There are rumors about many senior politicians and there unreal wealth and involvement with various corporates. Someone owns an entire island in Indonesia and throws lavish parties there, someone owns Grape Vineyards and Wineries in South Africa, someone runs world's greatest breweries, brewing even for superbrands like Budweiser, so on and so forth. The journalists involved with the political circles surely know them all. But its upto their moral standards to bring this truth out in public. These things may create a chaos of sorts, but it will certainly bring in a greater order. Because these culprits in high positions go unpunished that we find common men encouraged to take to similar practices.

What belongs to this nation should be given back to this nation.

Wednesday, December 30, 2009

Shashi Tharoor, How Tweet!

This General Election, amongst many other things, I felt a lots of voters waking up. To some extent it appeared to be the result of the 26/11 Terror Attacks, which caught India, Indian Internal Security Agencies, Intelligence Bureau and above all the ever-hated Politicians with its pants down.

I also give some marks to rising education and a general movement amongst the masses for this change in electoral practice in India.

The good news is that people have started thinking about how they are governed. And when they have started doing this I can't think of a bad news.

While I subscribe to the BJP's suggestions on how to govern this nation, and my party got a drubbing at these elections which, led to lots of dirty linen being washed in public, giving a field to day to all its opponents, I was extremely satisfied thinking about the increasing participation from the voters.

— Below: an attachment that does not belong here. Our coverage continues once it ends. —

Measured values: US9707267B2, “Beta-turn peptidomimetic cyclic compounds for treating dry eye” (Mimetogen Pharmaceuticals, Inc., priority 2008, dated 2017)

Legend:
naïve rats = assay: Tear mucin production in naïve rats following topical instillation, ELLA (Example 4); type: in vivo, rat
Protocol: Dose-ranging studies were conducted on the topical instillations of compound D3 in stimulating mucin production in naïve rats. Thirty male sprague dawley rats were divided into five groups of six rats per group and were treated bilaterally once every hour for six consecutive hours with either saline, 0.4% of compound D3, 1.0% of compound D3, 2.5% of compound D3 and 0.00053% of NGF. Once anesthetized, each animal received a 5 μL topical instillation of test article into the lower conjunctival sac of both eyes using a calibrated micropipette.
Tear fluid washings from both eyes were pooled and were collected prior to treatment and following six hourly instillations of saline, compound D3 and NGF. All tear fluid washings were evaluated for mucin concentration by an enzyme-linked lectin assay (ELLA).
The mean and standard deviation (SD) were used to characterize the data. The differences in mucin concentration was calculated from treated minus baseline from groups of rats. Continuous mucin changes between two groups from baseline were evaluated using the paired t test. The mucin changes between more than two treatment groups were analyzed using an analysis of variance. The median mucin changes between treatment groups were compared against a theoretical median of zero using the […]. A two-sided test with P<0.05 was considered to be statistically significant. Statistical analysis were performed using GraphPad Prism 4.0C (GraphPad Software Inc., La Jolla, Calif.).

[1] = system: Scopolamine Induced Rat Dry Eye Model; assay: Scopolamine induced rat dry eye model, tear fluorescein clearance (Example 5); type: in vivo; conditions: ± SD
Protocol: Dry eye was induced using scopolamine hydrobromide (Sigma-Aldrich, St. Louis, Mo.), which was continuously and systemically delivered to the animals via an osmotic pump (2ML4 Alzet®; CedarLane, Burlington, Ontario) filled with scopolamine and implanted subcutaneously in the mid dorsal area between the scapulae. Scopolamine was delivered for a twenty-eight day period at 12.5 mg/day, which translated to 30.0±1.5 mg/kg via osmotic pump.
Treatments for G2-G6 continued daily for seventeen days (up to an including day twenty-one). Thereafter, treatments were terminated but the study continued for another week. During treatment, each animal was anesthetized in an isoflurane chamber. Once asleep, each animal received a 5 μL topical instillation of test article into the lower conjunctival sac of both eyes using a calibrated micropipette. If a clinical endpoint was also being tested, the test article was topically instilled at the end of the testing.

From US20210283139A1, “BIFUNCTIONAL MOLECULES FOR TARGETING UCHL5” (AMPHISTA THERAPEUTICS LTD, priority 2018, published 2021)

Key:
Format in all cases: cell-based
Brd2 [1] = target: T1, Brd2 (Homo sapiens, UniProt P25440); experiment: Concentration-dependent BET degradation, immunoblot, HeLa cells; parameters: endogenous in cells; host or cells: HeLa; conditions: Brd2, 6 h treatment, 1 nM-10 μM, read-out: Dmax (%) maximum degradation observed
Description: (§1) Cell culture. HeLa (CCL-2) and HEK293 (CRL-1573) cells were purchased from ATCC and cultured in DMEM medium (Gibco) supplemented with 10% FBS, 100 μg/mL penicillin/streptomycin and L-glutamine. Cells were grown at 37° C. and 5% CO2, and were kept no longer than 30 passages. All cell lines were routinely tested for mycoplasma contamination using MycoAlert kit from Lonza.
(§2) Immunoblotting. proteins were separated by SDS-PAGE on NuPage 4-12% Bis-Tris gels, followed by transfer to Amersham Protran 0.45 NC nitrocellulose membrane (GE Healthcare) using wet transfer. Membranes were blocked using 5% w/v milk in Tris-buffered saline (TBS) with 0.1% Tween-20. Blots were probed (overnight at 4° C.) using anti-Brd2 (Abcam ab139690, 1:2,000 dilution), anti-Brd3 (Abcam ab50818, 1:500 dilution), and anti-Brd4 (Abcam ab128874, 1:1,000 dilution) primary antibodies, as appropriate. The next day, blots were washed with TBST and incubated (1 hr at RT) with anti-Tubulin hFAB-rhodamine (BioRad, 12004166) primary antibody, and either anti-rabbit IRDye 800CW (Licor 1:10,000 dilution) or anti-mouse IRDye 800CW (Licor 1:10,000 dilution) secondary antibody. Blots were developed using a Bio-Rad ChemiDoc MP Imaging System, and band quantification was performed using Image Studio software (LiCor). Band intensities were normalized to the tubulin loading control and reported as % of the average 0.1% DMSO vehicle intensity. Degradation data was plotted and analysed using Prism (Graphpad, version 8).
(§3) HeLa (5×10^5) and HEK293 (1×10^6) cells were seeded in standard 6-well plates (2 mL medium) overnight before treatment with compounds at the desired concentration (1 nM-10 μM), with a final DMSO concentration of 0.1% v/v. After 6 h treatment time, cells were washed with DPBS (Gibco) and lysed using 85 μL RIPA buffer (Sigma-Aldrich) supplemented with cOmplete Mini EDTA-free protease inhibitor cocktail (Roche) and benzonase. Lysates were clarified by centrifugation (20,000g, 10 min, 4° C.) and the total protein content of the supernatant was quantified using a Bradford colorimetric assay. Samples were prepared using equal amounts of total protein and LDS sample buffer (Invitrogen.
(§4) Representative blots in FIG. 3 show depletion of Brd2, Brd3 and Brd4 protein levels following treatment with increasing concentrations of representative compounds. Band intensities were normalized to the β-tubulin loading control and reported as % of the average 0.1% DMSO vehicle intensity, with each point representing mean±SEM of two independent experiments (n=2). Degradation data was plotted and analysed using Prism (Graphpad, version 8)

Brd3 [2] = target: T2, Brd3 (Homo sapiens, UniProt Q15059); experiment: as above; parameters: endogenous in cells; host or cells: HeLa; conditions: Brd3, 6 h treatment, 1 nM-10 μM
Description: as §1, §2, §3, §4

I am sure that as the voters think more about the nation and how they are being governed and go through various experiments on this subject, they will slowly and surely arrive at the same thoughts that many of us at BJP think is the right way. It will also help BJP sharpen its own thinking as the feedback mechanism is now working full swing.

This election wanted a fresh breath of air. Some young faces, new and innovative ways of connecting with the masses, more honorable education on and so forth.

When the UPA govt. decided to bring in India's most famous Tweeter - Mr. Shashi Tharoor - into the Ministry of External Affairs as the Deputy Minister, almost everyone welcomed the idea.

He had an experience in dealing with the UN, having been UN Under Secretary General under UN Secretary General Kofi Annan. He also had the most important qualification for a ministerial post in India - good looks. Good looks come very handy in Indian Politics. If you don't believe me, follow every single comment on Tharoor and you will invariably find Indians suggesting his "easy-on-eyes" looks as a very attractive point on why he should be in the govt.

Tharoor also speaks fluently in English, authors books in English, is on boards and panels of a variety of International Organizations and all in all undoubtedly a qualified candidate for a deputy ministerial berth in the Ministry of External Affairs.

But somehow, I never understand why he does not discriminate between what he should tweet and what he shouldn't. Mr. S M Krishna had to roar against his recent tweet on new Visa policy.

While the newly active Indian voters seek a lot of transparency to help them put forth their own views, tweeting your disagreement with your own boss doesn't seem to be a very bright idea.

Mr. Tharoor needs to remind himself time and again that he is now a Minister and a very integral part of Indian Political system. He is not an activist alone. His responsibilities towards his Ministry need to take priority over his activist-sort-of behaviour. Its only a sign of maturity.